Brendan Dawes kicked things off with a superb presentation. It was funny, passionate, down to earth and inspiring. He’s a bullshit-free zone. Once again, I was struck by how little was specific to Flash. Instead, the presentation was universal, covering design, inspiration, life, the universe and everything.
After that, I saw some of the beautiful data visualisations from Marcos Weskamp. You’ve probably seen his scrAPI-powered Newsmap app. It was fascinating stuff and despite the fact that English isn’t his mother tongue, Marcos did a good job of explaining some fairly complicated topics.
After a quick lunch at Wagamama’s, I gave my presentation. People were very kind to me and said they enjoyed it. I got a real glow of pleasure when Brendan told me how much he liked it. It’s always nice to hear that someone enjoyed a presentation, but it means so much more when the complement comes from someone I admire so much—just like when John Allsopp complemented me on my presentation at Web Directions South.
I took a break after my talk and re-entered the dome to see Hillman Curtis. Again, this was only tangentially related to Flash. He told some stories and showed some movies, all in a very relaxed way. It was a very pleasant experience to sit there and take in his work while he filled in the back story.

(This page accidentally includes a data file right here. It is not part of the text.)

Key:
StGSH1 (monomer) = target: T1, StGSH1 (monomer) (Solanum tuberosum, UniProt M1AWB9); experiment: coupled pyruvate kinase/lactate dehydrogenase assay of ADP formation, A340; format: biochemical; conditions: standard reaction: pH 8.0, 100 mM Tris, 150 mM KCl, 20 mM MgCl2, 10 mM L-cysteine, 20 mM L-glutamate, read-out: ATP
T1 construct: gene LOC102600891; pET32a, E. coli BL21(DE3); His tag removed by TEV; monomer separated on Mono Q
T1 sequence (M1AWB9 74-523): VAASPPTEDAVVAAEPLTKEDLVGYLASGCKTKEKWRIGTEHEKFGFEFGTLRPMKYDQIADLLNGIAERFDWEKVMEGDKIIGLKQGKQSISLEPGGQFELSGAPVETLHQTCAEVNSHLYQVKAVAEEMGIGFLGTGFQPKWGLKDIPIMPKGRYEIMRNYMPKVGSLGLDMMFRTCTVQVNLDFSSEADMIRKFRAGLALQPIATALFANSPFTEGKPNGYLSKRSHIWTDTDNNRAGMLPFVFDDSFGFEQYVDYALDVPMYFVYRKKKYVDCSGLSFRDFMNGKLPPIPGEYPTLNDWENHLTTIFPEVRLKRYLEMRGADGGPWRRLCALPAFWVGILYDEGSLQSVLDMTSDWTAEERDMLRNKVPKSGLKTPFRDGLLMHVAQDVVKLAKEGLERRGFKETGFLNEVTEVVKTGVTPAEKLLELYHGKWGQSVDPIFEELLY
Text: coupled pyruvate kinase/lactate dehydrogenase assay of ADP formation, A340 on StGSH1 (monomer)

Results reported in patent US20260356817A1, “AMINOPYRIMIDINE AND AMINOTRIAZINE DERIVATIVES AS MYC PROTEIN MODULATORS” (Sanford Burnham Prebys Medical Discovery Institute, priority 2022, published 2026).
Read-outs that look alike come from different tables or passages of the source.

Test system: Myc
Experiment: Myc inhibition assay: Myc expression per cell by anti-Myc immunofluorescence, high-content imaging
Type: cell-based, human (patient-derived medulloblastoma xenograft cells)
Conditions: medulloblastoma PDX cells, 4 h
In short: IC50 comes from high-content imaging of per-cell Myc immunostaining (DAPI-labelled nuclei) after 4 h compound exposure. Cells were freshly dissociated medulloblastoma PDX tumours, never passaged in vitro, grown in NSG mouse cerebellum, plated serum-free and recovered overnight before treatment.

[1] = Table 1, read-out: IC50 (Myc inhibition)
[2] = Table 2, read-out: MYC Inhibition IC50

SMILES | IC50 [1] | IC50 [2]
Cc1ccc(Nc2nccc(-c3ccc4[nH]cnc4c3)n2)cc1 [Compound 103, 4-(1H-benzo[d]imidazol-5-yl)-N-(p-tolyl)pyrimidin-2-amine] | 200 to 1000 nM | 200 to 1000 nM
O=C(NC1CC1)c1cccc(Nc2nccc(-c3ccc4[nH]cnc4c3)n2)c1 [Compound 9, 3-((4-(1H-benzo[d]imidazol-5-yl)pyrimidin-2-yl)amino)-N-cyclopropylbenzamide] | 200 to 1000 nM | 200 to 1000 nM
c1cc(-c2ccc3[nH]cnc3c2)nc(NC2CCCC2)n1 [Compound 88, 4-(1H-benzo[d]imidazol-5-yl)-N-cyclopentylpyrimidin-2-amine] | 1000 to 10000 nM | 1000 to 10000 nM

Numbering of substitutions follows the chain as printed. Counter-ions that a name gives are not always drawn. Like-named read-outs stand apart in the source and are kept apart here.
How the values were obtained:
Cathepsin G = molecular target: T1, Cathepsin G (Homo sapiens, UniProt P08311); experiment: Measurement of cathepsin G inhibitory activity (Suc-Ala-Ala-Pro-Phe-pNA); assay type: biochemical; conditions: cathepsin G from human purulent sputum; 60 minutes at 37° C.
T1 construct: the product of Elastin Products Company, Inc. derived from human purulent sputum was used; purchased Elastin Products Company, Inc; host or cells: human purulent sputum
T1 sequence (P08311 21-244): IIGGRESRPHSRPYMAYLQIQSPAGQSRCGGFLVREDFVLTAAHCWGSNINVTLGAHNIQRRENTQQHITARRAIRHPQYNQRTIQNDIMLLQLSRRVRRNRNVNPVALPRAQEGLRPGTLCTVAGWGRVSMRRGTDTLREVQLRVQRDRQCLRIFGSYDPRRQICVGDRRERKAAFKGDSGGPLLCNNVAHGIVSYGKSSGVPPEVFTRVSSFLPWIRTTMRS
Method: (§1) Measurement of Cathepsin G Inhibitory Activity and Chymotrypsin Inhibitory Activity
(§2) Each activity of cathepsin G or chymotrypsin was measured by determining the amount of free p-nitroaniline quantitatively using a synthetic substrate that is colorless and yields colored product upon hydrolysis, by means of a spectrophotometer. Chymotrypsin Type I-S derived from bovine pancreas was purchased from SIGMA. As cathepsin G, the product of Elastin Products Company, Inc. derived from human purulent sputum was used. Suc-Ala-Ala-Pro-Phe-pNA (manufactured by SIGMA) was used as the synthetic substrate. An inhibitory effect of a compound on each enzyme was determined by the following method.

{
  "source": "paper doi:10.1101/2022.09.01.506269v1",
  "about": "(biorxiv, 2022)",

With that, the presentations were done and all that remained was the Flash tenth anniversary party in the Honey Club. Despite the weather (still miserable), many Flash geeks showed up and I spent the evening in conversation with people from Belgium, France and Norway.
I find it extremely cool that Brighton can attract such a far-flung crowd with an appealing, professional conference. John Davey took quite a risk with Flash On The Beach. I’m really glad it paid off.
I wish I could have been there for day three. Instead, I spent the day getting a bus to Heathrow, waiting at the airport, sitting in a plane, waiting for my luggage, getting a taxi and finally settling in to my hotel room in Berlin. The travelling was worth it: this is some hotel.
Tuesday, December 5th, 2006
Ajax On The Beach
I just got off the stage at Flash On The Beach. To be honest, I didn’t think anyone would turn up: Microsoft were demoing their newest product in the big auditorium. On the plus side, I had a much smaller room to fill which made it nice and intimate.